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Full-Text Articles in Law

Is U.S. Ceo Compensation Inefficient Pay Without Performance?, John E. Core, Wayne R. Guay, Randall S. Thompson May 2005

Is U.S. Ceo Compensation Inefficient Pay Without Performance?, John E. Core, Wayne R. Guay, Randall S. Thompson

Michigan Law Review

In Pay Without Performance, Professors Lucian Bebchuk and Jesse Fried develop and summarize the leading critiques of current executive compensation practices in the United States. This book, and their highly influential earlier article, Managerial Power and Rent Extraction in the Design of Executive Compensation, with David Walker offer a negative, if mainstream, assessment of the state of U.S. executive compensation: U.S. executive compensation practices are failing in a widespread manner, and much systemic reform is needed. The purpose of our Review is to summarize the book and to offer some counterarguments to try to balance what is becoming …


The Real Impact Of Eliminating Affirmative Action In American Law Schools: An Empirical Critique Of Richard Sander's Study, David L. Chambers, Timothy T. Clydesdale, William C. Kidder, Richard O. Lempert Jan 2005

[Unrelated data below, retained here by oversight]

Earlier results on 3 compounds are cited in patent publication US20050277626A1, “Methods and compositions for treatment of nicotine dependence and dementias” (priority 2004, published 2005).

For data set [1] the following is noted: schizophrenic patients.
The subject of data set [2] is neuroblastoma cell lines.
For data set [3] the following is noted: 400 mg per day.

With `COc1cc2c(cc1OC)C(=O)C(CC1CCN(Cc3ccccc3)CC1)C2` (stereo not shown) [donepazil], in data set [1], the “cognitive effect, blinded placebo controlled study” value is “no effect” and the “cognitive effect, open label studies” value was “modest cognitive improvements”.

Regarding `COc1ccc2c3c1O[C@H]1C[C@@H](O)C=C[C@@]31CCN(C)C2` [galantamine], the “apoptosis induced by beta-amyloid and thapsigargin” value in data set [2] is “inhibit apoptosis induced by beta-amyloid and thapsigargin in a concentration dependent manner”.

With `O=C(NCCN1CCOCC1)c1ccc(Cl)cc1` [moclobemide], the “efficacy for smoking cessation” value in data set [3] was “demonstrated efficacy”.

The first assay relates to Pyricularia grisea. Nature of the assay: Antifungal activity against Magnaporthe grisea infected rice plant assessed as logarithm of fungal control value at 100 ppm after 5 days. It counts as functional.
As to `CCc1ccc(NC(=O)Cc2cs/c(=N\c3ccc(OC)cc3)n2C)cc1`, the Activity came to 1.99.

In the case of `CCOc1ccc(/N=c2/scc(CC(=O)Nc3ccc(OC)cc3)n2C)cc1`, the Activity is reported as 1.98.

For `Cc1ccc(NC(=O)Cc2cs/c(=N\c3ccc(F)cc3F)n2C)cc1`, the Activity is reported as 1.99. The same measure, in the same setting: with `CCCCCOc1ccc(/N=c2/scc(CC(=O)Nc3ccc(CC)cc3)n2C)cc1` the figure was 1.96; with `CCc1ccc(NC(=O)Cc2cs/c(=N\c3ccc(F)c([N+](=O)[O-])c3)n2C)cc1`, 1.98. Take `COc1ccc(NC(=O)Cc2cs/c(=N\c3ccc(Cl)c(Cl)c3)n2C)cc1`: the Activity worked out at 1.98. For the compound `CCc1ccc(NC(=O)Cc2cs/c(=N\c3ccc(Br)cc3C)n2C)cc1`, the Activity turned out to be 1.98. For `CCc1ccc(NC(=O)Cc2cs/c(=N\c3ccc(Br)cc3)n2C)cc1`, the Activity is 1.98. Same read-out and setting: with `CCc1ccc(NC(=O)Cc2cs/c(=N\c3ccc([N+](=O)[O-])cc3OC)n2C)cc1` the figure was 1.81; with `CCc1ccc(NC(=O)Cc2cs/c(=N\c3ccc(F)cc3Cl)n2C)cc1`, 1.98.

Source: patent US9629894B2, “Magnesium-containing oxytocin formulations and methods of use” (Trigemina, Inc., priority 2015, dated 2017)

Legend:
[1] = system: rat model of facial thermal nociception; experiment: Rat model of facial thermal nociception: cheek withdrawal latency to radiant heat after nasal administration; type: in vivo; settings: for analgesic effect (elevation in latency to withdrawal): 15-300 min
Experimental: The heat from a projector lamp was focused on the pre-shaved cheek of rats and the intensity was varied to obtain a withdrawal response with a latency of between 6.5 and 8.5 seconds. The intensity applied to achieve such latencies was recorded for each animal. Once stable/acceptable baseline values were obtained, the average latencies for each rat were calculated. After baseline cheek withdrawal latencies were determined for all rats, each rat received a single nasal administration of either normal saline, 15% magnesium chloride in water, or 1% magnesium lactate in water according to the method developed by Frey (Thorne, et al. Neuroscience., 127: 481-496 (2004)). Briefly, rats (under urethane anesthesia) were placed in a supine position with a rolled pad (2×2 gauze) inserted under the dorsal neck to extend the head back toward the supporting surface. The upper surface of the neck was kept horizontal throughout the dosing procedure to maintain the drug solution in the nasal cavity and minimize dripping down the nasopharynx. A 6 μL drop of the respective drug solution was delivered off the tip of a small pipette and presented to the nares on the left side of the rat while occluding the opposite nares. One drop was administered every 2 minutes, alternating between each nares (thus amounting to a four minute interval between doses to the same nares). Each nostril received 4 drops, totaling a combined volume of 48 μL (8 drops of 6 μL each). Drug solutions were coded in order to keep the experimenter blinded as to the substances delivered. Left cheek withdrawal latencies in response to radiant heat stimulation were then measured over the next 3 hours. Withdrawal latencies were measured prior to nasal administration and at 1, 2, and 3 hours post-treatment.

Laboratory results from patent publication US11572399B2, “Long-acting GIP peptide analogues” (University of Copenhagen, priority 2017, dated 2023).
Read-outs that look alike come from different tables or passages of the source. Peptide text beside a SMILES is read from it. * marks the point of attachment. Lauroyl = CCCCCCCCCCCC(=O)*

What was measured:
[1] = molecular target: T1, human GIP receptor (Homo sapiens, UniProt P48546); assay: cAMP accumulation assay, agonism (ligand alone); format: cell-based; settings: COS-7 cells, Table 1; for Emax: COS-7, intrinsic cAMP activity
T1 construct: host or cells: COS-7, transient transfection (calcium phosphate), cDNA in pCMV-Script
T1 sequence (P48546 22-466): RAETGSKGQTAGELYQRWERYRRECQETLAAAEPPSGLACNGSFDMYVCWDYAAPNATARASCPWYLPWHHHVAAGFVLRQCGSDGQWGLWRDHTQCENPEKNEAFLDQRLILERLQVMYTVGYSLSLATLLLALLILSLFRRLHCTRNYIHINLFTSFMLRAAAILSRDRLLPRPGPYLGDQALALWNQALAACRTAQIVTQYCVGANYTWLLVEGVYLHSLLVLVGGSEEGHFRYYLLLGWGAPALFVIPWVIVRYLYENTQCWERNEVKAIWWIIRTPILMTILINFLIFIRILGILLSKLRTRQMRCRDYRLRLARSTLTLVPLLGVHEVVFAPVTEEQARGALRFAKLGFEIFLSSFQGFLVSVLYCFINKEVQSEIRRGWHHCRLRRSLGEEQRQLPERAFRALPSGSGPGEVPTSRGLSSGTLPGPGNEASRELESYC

The Real Impact Of Eliminating Affirmative Action In American Law Schools: An Empirical Critique Of Richard Sander's Study, David L. Chambers, Timothy T. Clydesdale, William C. Kidder, Richard O. Lempert

Articles

In 1970, there were about 4000 African American lawyers in the United States. Today there are more than 40,000. The great majority of the 40,000 have attended schools that were once nearly all-white, and most were the beneficiaries of affirmative action in their admission to law school. American law schools and the American bar can justly take pride in the achievements of affirmative action: the training of tens of thousands of African American (as well as Latino, Asian American, and Native American) practitioners, community leaders, judges, and law professors; the integration of the American bar; the services that minority attorneys …